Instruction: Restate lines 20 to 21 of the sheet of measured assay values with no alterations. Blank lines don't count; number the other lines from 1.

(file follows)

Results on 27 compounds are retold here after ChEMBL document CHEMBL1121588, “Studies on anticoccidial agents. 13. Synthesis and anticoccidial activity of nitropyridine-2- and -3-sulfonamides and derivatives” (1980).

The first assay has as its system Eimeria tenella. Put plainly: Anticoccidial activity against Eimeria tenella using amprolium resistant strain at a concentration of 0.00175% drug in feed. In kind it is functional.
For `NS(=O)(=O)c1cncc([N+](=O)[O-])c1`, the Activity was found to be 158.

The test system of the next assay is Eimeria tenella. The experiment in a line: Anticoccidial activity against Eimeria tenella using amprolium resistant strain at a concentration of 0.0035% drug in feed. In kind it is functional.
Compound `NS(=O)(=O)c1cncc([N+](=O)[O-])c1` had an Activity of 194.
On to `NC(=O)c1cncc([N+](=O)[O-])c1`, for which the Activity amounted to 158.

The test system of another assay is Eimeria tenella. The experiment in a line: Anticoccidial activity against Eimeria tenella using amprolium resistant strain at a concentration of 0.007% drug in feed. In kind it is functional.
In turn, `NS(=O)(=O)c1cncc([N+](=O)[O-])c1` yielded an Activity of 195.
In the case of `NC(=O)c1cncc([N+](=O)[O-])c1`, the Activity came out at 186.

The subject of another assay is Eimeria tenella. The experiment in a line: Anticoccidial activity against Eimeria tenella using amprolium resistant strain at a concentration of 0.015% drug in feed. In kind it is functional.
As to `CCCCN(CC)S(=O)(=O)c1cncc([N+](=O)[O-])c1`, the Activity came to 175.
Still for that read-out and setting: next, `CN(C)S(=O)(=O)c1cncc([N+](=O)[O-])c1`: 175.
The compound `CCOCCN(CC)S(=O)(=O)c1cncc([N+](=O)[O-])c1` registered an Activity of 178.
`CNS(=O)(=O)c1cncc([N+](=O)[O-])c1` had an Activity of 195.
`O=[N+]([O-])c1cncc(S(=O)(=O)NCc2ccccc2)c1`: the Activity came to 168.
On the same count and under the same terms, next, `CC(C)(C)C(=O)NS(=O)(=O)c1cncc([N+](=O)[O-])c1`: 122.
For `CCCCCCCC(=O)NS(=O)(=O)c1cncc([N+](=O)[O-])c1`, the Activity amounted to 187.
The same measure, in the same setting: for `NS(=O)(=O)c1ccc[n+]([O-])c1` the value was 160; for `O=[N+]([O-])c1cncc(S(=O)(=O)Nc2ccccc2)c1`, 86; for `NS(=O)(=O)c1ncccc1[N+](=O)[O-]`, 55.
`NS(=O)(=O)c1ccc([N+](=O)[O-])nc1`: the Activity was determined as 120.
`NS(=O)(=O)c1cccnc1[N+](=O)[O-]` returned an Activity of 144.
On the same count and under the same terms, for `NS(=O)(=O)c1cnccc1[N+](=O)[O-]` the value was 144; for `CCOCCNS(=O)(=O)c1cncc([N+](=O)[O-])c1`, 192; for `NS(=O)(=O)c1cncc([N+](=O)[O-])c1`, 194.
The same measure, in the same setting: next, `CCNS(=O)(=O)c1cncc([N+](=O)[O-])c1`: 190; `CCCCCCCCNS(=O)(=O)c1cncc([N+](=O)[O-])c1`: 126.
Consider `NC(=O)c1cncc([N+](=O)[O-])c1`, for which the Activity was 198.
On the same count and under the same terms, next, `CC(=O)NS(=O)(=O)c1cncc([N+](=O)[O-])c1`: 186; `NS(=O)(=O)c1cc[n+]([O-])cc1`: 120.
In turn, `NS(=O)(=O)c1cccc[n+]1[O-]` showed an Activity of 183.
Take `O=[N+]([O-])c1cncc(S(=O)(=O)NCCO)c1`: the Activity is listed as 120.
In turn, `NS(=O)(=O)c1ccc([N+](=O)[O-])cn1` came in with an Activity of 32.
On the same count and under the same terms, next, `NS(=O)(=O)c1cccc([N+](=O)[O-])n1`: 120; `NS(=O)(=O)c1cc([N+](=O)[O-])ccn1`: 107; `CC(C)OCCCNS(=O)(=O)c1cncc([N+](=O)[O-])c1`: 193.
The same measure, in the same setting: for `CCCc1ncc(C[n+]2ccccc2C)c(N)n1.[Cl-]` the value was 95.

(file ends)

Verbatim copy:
`NS(=O)(=O)c1cccnc1[N+](=O)[O-]` returned an Activity of 144.
On the same count and under the same terms, for `NS(=O)(=O)c1cnccc1[N+](=O)[O-]` the value was 144; for `CCOCCNS(=O)(=O)c1cncc([N+](=O)[O-])c1`, 192; for `NS(=O)(=O)c1cncc([N+](=O)[O-])c1`, 194.